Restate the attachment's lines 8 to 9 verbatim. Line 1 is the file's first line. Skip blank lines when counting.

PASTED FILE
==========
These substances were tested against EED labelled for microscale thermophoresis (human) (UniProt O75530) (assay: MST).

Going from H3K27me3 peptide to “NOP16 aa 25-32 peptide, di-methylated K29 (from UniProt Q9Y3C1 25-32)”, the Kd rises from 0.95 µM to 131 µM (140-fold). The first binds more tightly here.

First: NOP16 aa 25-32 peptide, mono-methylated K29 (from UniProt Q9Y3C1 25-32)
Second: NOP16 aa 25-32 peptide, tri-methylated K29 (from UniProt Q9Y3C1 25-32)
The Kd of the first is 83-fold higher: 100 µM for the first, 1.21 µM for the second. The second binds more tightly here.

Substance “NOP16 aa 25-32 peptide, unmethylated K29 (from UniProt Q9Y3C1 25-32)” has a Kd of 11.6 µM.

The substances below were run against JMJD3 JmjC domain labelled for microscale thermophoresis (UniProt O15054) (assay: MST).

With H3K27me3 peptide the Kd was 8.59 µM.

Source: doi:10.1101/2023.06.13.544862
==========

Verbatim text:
With H3K27me3 peptide the Kd was 8.59 µM.

Source: doi:10.1101/2023.06.13.544862